top of page

Polk Cty, FL: Dramatic increase in teachers being assaulted by (SPED) students; parents blamed

Dec 21, 2019, Lakeland (FL) Ledger: Student assaults on Polk County school officials skyrocket …After the Marjory Stoneman Douglas Act became law in early 2018, assaults on school officials in Polk County skyrocketed to 64 in 2018-19 and stand at 26 since the start of this school year through Dec. 9…. Reporting of battery on a Florida school official has seen a dramatic increase in the last two years. Law enforcement and school officials attribute that to the Marjory Stoneman Douglas Act, which was passed in early 2018 following the Parkland mass school shooting…. There were 25 assaults on school officials in the 2015-2016 school year in Polk County. But that number dropped to fewer than 15 for two school years between August 2016 and May 2018. Then the MSD law went into effect and the number skyrocketed to 64 last school year. Between mid-August and early December this school year, there have been 26 incidents…. The numbers also show a trend: more than 60 percent of those assaults each year are routinely committed by special education students — those students who have learning disabilities or behavioral issues and are receiving special accommodations to help them. Some teachers have privately expressed frustrations that the worst-behaved special ’education students remain in general education classrooms when they clearly don’t belong there. ‘Society has changed’… Judd said there has been a breakdown in society and some parents are not holding their children accountable for their bad behavior. “They took prayer out of school, they took the paddle out of school, which means they took discipline out of school and a less disciplined environment invites more violence,” Judd said. “Discipline and respect begin at home and, if the children aren’t receiving that at a very young age, then they take that bad behavior to the school system and the school system, because of the current environment, isn’t allowed to be as prolific as they used to be with their accountability and discipline.” And, he pointed out, hitting or pushing a teacher is a felony, something for which a child can be charged as an adult and a crime for which a juvenile will not be sent to any kind of diversion program to keep the arrest off their record… Deputy Superintendent John Hill, who has worked in education for 25 years, said a number of factors have developed over the last few decades that has adversely impacted children. “I often tell people that children have not changed; what has changed is our society, environment and popular culture,” Hill said, describing several incidents when he was inadvertently hit while breaking up fights between students. “On each occasion, the student was genuinely remorseful because it was unintentional.”…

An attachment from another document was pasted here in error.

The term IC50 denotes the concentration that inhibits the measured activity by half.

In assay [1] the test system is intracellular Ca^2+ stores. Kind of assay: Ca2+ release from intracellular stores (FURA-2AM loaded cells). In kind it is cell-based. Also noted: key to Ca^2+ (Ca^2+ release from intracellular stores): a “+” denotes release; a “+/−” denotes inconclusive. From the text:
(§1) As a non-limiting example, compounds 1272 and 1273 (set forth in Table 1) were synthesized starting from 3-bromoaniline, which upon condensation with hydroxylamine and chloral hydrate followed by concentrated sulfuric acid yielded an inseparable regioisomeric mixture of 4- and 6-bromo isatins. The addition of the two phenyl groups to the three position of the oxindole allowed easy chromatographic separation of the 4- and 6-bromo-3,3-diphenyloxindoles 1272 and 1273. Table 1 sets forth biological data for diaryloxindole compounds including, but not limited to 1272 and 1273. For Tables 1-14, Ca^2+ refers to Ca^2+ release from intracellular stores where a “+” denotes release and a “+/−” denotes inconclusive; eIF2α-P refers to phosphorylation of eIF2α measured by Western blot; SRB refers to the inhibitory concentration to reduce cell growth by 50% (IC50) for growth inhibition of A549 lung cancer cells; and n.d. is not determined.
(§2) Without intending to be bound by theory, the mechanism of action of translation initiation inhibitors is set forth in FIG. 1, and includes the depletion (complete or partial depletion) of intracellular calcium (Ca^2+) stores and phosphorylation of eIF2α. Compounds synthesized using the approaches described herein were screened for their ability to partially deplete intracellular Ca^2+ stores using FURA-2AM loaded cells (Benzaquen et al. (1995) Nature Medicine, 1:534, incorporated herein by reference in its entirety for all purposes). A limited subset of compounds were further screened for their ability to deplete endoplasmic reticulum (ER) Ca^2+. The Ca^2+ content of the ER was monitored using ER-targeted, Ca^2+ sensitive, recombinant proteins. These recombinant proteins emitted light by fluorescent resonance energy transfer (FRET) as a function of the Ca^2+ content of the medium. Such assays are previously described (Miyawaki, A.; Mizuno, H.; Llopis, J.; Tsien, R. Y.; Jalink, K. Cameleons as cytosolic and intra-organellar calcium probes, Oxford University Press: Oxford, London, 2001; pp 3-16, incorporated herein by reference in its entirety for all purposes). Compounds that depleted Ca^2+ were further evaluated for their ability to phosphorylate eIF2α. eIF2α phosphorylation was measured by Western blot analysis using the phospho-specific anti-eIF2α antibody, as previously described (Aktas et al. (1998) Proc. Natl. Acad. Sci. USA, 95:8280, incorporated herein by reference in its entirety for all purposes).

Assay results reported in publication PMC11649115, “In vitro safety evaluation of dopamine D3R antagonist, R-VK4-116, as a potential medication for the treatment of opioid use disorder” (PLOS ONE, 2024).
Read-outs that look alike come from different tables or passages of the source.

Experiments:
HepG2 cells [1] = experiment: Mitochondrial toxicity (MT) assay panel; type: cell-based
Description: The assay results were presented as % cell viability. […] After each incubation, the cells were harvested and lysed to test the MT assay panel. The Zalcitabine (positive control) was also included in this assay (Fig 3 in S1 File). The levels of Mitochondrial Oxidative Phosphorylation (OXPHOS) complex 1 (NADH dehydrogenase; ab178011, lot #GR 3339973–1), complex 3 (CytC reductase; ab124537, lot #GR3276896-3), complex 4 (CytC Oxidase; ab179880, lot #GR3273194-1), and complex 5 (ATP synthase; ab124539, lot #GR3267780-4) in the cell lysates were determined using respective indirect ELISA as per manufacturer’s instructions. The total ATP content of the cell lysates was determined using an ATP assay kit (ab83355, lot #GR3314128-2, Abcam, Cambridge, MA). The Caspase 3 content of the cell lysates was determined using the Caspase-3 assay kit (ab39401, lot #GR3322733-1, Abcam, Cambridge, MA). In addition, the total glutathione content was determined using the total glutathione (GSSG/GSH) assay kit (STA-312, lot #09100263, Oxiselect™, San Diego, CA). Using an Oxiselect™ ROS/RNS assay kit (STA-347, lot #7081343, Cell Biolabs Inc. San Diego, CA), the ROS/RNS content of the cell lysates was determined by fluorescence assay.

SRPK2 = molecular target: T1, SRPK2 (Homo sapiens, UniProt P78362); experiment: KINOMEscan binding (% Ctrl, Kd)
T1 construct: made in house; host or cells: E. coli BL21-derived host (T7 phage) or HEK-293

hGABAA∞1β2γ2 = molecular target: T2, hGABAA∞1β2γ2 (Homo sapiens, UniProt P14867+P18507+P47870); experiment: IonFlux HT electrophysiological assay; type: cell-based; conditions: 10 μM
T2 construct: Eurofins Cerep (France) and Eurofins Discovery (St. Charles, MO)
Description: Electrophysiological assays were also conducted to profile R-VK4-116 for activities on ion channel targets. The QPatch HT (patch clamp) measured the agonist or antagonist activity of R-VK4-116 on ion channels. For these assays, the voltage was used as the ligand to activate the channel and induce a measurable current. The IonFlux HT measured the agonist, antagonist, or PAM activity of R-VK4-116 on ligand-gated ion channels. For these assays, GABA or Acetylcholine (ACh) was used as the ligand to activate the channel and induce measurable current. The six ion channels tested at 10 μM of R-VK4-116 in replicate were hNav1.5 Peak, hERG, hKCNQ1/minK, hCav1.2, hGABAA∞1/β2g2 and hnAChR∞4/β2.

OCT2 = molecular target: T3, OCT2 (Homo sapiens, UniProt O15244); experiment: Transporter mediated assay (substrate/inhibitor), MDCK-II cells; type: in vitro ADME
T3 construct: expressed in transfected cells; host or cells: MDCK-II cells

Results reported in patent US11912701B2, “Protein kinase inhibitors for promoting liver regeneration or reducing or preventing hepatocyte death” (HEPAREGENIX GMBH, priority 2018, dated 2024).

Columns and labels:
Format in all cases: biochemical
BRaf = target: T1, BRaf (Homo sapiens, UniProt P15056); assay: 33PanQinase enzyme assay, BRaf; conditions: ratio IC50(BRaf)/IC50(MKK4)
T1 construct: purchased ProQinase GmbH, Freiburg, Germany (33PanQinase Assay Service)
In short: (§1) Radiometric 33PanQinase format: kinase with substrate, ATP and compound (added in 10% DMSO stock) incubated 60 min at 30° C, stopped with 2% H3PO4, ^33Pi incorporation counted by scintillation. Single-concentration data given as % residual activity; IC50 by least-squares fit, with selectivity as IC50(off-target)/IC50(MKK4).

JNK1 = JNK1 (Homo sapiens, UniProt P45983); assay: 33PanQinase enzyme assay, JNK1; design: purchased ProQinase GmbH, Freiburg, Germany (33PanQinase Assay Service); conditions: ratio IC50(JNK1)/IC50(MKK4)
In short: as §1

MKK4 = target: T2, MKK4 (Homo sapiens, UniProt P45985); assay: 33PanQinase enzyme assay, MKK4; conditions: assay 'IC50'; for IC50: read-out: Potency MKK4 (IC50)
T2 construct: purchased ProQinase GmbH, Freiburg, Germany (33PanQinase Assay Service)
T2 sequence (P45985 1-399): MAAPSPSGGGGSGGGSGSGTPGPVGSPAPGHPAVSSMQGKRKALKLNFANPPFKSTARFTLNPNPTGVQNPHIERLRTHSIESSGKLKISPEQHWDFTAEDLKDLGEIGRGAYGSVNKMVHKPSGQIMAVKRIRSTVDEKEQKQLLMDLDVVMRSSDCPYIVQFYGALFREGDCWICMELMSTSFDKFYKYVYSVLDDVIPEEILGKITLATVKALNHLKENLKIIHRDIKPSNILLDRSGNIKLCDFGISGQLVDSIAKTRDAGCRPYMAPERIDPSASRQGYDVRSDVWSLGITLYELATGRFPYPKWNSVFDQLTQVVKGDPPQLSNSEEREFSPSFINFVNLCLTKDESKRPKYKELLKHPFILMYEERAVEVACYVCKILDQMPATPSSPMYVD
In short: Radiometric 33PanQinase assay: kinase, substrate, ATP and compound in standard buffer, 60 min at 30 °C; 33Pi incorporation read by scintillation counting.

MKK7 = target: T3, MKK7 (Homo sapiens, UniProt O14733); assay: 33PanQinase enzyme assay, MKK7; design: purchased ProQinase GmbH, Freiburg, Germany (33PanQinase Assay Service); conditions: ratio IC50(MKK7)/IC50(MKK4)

bottom of page